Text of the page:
Spaces are quite tight, but for big rigs, there’s a row of pull-through campsites. Or you can opt for a back-in site next to the Uncompahgre River. Mature trees are found throughout the property, and large pots of planted lavender add a homey feel. Ouray, known as the “Switzerland of America,” is in a box canyon, so scenic views of surrounding canyon walls are ever-present at this well-kept, family-owned campground. Amenities include a laundry room, recreation room, restrooms with showers, and a playground.
Chalk Creek Campground & RV Park, Nathrop
Nathrop’s Chalk Creek Campground & RV Park makes a great home base for recreating on Colorado’s Arkansas River, and for soaking and playing at Mount Princeton Hot Springs Resort. These historic hot springs are located 5 miles from the campground and feature an original bathhouse building, an adjacent soaking pool, and access to natural hot spots in Chalk Creek, as well as an upper infinity pool and water slide pool.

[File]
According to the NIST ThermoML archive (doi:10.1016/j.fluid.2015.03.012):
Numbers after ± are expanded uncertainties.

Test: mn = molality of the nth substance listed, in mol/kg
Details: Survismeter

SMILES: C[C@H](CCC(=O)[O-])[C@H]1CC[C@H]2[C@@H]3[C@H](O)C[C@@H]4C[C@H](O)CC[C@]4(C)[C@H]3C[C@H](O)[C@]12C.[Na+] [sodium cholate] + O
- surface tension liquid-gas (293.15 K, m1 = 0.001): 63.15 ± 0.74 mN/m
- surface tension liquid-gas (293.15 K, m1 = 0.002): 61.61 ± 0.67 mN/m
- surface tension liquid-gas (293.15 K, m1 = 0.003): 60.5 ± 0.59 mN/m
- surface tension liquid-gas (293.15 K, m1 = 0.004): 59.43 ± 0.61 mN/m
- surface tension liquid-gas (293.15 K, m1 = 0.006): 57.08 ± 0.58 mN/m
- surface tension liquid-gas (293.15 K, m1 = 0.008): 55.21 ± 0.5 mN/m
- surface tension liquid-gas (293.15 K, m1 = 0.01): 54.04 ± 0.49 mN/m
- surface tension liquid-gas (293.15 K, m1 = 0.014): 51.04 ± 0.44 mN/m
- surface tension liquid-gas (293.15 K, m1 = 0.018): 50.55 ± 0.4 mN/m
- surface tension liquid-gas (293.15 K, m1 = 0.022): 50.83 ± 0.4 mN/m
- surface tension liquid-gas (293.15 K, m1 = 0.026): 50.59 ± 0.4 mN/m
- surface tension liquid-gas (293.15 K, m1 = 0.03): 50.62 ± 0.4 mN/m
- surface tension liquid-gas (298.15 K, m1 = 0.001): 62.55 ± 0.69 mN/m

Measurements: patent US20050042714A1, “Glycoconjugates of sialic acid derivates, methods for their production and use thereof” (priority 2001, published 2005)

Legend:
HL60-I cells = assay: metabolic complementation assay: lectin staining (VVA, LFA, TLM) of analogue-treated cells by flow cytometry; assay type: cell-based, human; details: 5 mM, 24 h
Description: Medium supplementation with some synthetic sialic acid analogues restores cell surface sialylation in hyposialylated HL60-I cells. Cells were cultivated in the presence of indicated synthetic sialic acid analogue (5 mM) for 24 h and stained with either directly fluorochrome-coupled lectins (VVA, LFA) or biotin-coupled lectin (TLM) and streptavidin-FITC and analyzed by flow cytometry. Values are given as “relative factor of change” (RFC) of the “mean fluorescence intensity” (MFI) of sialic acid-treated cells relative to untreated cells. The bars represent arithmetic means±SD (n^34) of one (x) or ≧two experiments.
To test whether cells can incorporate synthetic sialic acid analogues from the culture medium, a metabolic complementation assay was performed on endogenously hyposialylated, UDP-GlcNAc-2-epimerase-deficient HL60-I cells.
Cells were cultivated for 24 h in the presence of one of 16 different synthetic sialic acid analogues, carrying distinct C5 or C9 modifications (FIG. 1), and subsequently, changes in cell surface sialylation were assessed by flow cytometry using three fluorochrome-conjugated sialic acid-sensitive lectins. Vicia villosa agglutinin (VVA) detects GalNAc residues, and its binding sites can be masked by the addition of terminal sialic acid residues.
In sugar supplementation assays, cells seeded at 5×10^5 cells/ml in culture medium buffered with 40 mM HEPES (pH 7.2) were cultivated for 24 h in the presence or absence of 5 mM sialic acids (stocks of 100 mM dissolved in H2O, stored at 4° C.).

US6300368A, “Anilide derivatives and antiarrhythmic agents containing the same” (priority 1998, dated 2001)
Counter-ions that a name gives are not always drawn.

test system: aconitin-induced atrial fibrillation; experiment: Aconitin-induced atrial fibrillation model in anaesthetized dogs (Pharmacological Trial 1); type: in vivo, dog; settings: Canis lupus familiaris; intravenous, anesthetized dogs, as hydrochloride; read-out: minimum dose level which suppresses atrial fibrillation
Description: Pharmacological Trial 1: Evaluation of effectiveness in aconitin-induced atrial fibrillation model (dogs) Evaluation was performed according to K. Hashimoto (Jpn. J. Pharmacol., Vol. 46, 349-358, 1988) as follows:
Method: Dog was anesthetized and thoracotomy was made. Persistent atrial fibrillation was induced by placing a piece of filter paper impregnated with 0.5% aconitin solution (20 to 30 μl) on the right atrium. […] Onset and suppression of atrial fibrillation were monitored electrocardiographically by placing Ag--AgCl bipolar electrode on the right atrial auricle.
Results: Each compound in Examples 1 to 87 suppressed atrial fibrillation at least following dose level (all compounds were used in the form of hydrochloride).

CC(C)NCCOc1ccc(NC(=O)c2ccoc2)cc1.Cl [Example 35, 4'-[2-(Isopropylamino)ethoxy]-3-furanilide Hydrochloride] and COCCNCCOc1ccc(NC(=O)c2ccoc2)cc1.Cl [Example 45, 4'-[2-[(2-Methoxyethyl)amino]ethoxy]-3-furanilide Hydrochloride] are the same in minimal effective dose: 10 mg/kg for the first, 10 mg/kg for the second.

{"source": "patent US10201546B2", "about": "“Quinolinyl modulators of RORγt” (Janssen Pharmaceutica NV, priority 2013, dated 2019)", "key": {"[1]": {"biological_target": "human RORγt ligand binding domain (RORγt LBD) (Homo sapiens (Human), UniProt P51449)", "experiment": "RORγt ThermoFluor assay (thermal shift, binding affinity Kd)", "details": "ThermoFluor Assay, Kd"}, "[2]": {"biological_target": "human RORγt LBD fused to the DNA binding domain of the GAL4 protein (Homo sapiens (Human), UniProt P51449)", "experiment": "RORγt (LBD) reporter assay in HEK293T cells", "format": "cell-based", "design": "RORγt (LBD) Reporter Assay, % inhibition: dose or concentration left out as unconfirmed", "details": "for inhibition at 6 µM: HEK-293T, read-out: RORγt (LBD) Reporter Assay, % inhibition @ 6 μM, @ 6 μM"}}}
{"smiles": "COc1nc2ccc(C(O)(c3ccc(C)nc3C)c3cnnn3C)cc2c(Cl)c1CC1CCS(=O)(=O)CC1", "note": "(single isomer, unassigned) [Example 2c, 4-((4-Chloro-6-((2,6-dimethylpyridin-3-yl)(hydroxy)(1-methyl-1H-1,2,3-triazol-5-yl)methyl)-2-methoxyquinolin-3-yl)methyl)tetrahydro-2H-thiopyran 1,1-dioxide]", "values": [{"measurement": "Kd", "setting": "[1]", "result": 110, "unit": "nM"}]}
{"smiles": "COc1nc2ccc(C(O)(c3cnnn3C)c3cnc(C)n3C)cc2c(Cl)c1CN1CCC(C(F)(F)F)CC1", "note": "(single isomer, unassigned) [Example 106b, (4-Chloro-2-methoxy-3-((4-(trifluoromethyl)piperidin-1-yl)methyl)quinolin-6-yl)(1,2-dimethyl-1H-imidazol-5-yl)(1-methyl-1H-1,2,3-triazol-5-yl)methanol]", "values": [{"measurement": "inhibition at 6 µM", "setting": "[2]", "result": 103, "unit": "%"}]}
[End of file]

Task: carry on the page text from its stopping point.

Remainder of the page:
Chalk Creek Campground & RV Park also has two levels: an upper RV park with level gravel sites and full hookups, and a lower campground with RV campsites that are electric only. Perhaps the most coveted sites on the lower level are those that back right up to Chalk Creek. (The best location is corner space #30.) But no matter where you’re parked, you have access to the water for fishing or wading—a nice way to cool off in hot weather.
Pagosa Pines RV Park, Pagosa Springs
Set right on the San Juan River in the middle of downtown Pagosa Springs, The Springs Resort features the world’s deepest geothermal hot spring that feeds 25 individual hot springs pools. Two miles down the highway is the aptly named Pagosa Pines RV Park, with full-hookup RV sites set amid towering ponderosa pines.
Colorful flower baskets, hummingbird feeders, and blooming annuals set a picturesque scene at this 7-acre campground with gravel sites. Some campsites at Pagosa Pines RV Park can be a tight squeeze for big rigs, but the shady spots, plus fire rings, picnic tables, and daily trash pick-up, are appreciated. There’s also a short, maintained walking trail in the woods, as well as a fenced dog run. Note that this is a smoke-free RV park.
Carbondale-Crystal River KOA, Carbondale